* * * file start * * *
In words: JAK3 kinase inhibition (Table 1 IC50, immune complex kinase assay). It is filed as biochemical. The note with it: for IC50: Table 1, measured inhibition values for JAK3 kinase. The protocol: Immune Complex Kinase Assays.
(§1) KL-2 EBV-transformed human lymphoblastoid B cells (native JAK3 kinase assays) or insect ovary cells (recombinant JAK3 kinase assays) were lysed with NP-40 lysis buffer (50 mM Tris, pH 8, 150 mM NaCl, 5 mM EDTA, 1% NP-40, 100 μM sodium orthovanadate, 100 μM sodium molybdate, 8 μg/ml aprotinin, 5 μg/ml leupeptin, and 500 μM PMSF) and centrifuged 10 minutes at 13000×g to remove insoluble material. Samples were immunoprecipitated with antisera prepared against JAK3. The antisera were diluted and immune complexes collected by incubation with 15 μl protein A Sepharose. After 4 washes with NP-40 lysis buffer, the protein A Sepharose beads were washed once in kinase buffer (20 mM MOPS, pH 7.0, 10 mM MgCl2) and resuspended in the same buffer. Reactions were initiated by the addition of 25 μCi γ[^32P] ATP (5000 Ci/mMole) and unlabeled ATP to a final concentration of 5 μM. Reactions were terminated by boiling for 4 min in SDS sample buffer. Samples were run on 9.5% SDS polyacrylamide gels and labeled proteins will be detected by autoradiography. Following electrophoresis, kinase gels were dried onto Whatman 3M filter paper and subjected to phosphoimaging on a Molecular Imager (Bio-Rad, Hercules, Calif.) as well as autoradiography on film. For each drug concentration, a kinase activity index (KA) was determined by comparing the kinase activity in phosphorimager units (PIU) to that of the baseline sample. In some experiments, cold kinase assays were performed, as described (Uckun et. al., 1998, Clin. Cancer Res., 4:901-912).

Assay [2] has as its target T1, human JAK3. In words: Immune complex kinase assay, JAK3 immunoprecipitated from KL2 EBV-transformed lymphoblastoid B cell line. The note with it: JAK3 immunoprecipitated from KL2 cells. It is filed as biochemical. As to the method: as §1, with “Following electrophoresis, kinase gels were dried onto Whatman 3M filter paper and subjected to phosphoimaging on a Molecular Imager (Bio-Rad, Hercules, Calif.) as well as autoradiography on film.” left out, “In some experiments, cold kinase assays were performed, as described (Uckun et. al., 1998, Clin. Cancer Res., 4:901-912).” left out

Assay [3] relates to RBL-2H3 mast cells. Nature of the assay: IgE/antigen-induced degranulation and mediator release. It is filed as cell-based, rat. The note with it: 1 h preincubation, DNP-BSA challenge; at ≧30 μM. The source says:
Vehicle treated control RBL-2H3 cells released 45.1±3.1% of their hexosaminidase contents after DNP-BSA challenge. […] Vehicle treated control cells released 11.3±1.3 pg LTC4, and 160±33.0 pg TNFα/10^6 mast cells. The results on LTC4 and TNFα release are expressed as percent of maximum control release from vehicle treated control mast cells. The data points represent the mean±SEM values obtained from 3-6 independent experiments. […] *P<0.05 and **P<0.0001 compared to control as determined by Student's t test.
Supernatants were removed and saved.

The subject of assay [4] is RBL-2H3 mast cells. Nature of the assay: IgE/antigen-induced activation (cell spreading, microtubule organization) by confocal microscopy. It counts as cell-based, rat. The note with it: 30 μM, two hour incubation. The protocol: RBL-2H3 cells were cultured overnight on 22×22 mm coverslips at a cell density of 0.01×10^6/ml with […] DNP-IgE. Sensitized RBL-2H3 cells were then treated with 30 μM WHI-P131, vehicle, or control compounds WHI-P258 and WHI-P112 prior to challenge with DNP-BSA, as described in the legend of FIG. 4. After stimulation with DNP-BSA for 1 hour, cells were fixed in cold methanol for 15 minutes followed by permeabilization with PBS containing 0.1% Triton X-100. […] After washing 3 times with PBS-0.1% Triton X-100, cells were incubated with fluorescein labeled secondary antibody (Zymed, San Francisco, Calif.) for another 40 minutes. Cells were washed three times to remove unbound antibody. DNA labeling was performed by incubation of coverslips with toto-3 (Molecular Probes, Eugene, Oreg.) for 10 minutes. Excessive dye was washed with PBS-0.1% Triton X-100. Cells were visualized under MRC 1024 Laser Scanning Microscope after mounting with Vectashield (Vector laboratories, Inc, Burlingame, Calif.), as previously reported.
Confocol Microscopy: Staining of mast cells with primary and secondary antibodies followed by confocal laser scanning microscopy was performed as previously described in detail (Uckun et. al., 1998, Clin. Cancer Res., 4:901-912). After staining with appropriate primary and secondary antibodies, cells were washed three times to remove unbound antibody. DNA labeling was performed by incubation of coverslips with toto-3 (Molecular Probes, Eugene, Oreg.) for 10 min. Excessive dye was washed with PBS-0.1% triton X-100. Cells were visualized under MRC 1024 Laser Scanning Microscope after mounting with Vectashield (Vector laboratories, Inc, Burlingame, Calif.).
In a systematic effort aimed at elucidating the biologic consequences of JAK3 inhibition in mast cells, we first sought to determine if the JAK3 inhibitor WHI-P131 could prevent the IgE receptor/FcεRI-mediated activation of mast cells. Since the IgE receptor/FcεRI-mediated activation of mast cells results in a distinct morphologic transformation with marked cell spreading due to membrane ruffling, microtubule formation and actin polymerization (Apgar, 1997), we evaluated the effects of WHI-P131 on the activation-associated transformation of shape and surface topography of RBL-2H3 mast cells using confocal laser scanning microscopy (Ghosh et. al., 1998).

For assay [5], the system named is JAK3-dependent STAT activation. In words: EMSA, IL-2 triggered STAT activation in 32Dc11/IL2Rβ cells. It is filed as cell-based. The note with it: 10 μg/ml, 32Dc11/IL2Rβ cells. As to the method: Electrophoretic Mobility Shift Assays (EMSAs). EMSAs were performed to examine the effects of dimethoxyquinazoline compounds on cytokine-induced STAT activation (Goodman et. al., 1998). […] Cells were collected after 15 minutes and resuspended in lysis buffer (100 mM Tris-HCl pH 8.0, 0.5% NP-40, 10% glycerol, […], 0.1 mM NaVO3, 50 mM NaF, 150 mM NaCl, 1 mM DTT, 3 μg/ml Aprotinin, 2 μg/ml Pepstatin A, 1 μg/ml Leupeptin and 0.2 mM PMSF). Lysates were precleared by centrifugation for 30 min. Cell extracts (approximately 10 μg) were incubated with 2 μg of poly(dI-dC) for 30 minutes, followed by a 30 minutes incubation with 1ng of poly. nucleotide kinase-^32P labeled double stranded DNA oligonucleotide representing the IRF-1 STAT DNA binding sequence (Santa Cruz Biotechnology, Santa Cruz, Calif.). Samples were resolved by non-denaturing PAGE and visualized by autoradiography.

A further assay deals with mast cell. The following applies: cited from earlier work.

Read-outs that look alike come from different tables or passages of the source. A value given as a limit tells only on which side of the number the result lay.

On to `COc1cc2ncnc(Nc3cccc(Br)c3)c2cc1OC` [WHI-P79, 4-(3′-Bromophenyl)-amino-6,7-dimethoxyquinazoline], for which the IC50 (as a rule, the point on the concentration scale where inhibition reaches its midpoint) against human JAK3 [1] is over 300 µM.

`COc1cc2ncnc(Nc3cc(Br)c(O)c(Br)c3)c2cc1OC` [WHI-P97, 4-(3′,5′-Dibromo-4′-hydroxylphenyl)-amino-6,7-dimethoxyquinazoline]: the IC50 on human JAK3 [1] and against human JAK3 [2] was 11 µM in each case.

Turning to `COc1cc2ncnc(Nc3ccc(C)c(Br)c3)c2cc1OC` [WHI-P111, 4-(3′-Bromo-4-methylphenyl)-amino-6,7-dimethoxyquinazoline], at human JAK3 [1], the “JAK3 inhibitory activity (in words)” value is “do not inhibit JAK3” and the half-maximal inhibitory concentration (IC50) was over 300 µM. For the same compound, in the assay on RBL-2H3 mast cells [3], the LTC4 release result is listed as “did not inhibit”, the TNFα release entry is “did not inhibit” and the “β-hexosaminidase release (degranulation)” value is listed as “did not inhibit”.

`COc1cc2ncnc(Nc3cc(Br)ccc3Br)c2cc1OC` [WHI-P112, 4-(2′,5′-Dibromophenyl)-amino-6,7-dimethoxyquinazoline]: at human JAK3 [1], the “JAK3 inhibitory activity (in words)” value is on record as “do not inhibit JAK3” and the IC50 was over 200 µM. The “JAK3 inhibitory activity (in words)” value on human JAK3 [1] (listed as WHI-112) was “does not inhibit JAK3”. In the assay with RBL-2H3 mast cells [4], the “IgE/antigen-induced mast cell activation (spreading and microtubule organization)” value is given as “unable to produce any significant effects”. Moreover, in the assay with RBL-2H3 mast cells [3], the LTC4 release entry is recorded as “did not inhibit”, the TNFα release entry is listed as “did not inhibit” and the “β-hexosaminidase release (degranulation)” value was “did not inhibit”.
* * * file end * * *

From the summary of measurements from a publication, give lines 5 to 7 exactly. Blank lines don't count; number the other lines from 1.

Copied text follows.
Vehicle treated control RBL-2H3 cells released 45.1±3.1% of their hexosaminidase contents after DNP-BSA challenge. […] Vehicle treated control cells released 11.3±1.3 pg LTC4, and 160±33.0 pg TNFα/10^6 mast cells. The results on LTC4 and TNFα release are expressed as percent of maximum control release from vehicle treated control mast cells. The data points represent the mean±SEM values obtained from 3-6 independent experiments. […] *P<0.05 and **P<0.0001 compared to control as determined by Student's t test.
Supernatants were removed and saved.

The subject of assay [4] is RBL-2H3 mast cells. Nature of the assay: IgE/antigen-induced activation (cell spreading, microtubule organization) by confocal microscopy. It counts as cell-based, rat. The note with it: 30 μM, two hour incubation. The protocol: RBL-2H3 cells were cultured overnight on 22×22 mm coverslips at a cell density of 0.01×10^6/ml with […] DNP-IgE. Sensitized RBL-2H3 cells were then treated with 30 μM WHI-P131, vehicle, or control compounds WHI-P258 and WHI-P112 prior to challenge with DNP-BSA, as described in the legend of FIG. 4. After stimulation with DNP-BSA for 1 hour, cells were fixed in cold methanol for 15 minutes followed by permeabilization with PBS containing 0.1% Triton X-100. […] After washing 3 times with PBS-0.1% Triton X-100, cells were incubated with fluorescein labeled secondary antibody (Zymed, San Francisco, Calif.) for another 40 minutes. Cells were washed three times to remove unbound antibody. DNA labeling was performed by incubation of coverslips with toto-3 (Molecular Probes, Eugene, Oreg.) for 10 minutes. Excessive dye was washed with PBS-0.1% Triton X-100. Cells were visualized under MRC 1024 Laser Scanning Microscope after mounting with Vectashield (Vector laboratories, Inc, Burlingame, Calif.), as previously reported.